The International Olympic Committee says it will fight a court's decision that overturns its rule barring athletes suspended for doping from the next Olympics. The rule, which applied to anyone suspended for more than six months, was challenged by U.S. sprinter LaShawn Merritt, with the support of the U.S. Olympic Committee.
Lexington Mayor Jim Gray has announced the formation of a task force to study ways the city can handle its ballooning Police and Fire Pension Fund deficit. Failure to address the problem, he says, could result in significant cutbacks in services. The total liability of Lexington's Police and Fire Pension Fund, an estimated $536 million dollars, is currently twice the size of the city's General Fund budget. It's a situation that's led many cities across the country to consider bankruptcy. Mayor Jim Gray says he's determined not to see that happen in Lexington and that's why a task force is necessary.
Legislation that would require patients to get a doctor's prescription before buying common cold medicines failed in the Kentucky General Assembly earlier this year, but a federal official hopes lawmakers will re-examine the issue. Many cold medications contain pseudoephedrine, which is an ingredient used to make meth. Benjamin B. Tucker with the White House Office of Drug Control Policy says that's why his office supports the stricter measure.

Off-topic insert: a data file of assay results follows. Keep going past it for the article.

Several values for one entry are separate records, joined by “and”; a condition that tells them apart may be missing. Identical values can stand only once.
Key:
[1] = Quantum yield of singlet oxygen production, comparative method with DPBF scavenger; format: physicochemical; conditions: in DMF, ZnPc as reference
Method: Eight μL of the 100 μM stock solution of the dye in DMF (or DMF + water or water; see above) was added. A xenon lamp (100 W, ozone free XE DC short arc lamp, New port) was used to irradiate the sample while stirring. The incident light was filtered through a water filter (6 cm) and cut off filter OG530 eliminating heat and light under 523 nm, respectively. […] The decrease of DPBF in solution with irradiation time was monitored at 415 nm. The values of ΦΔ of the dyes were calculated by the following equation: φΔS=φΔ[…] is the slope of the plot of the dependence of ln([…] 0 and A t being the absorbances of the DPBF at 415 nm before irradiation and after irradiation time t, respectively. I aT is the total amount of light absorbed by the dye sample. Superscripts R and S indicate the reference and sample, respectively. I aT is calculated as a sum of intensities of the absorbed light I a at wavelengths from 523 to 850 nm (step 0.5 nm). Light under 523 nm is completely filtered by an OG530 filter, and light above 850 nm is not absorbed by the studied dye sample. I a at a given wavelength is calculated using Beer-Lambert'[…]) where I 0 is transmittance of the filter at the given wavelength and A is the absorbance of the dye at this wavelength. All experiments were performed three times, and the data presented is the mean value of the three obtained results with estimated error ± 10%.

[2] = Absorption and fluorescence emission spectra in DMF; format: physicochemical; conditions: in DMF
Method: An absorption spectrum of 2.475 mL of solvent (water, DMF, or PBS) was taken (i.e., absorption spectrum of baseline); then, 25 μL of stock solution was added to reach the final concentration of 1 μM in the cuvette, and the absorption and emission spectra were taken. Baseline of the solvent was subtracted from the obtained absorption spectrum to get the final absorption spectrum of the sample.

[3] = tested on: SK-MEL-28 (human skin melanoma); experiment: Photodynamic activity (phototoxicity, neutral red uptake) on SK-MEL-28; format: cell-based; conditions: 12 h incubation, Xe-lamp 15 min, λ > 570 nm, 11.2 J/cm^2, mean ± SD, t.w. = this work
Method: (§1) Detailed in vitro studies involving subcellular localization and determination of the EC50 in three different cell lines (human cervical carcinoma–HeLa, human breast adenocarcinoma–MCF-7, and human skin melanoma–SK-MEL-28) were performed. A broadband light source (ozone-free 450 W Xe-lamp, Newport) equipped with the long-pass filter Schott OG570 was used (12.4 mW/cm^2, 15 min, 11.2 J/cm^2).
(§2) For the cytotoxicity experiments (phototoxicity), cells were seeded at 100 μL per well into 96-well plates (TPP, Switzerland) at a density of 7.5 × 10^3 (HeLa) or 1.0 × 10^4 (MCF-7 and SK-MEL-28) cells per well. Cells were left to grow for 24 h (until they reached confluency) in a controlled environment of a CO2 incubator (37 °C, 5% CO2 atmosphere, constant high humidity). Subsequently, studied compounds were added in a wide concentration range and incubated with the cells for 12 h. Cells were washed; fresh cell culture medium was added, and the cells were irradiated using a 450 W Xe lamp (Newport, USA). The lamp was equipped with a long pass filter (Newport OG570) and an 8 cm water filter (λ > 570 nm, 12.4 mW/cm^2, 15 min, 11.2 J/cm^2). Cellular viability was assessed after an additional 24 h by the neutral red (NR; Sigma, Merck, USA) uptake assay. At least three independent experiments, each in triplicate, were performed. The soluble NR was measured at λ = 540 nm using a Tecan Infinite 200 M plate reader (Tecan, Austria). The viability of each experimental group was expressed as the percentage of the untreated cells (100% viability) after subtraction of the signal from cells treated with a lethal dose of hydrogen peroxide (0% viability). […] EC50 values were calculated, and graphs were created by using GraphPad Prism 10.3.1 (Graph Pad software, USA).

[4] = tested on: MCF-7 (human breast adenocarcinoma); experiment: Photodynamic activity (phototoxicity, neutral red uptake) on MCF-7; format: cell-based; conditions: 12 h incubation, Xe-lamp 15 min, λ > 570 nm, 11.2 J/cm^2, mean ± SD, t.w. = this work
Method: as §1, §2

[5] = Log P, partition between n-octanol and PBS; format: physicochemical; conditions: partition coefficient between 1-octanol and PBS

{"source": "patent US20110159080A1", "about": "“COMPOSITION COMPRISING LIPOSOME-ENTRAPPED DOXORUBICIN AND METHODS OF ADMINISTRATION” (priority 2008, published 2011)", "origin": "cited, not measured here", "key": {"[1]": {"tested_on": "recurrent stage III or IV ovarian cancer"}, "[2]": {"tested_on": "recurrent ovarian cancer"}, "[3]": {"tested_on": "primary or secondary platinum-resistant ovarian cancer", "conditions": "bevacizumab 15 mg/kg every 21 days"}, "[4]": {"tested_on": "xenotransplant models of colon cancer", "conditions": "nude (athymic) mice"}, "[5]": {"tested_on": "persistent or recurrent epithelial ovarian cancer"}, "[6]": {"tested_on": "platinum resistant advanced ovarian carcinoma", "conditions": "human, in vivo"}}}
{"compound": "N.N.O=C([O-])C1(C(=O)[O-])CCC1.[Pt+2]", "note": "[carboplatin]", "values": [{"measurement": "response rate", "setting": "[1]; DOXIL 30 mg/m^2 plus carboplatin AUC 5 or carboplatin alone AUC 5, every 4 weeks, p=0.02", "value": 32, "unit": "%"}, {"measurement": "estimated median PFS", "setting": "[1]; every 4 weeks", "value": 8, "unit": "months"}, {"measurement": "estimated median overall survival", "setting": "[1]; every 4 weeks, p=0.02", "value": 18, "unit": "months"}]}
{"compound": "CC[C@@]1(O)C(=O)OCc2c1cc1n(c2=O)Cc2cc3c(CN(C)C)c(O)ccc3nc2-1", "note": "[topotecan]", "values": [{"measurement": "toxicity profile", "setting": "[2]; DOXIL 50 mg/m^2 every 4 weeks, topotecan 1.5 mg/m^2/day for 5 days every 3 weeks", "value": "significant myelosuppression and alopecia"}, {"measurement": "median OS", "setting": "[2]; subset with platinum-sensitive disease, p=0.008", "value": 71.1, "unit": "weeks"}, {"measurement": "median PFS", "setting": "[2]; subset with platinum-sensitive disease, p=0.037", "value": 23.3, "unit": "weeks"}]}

Alan Stein, president and chief executive of the Lexington Legends, announced his retirement Thursday, effective immediately, the team said. A day earlier, Stein, 59, stepped down as president of the Omaha (Neb.) Storm Chasers minor-league baseball team. "I don't think it's that big a deal, but everyone else seems to," Stein said. He said he has been considering retirement for about a year. With the end of the season and the teams' fiscal year, he said, "This week was the time to do it."
In the late 1970s, recently out of Harvard Business School, Mitt Romney went to work for the Boston consulting firm Bain & Co. He was successful, but he says his dream was always to run his own business.
In 1984, he got the chance.
The firm's founder asked Romney to start an investment fund called Bain Capital. The company would put money into small or struggling businesses, help them grow, and then Bain would cash out.
The tech world is mourning Steve Jobs, who died Wednesday from complications of pancreatic cancer. Even as the tributes roll in, it's hard to avoid this nagging question: What will become of Apple without its charismatic co-founder?
Jobs rescued Apple from near bankruptcy and turned it into one of America's most important companies — and one of its biggest. Now, Apple is trying to keep the Jobs magic alive.
Old hands in Washington know it's never a good sign when the president of the United States has to make a statement like this one.
"I have complete confidence in Attorney General Holder, in how he handles his office," President Obama told reporters at a news conference Thursday. "He has been very aggressive in going after gun running and cash transactions that are going to these transnational drug cartels."
Guy Raz, talks with Alexander Nazaryan about his rant in Salon.com, excoriating the American literary world. He explains that Americans don't deserve a Nobel Prize because their work is too interior. Nazaryan is on the editorial board of The New York Daily News.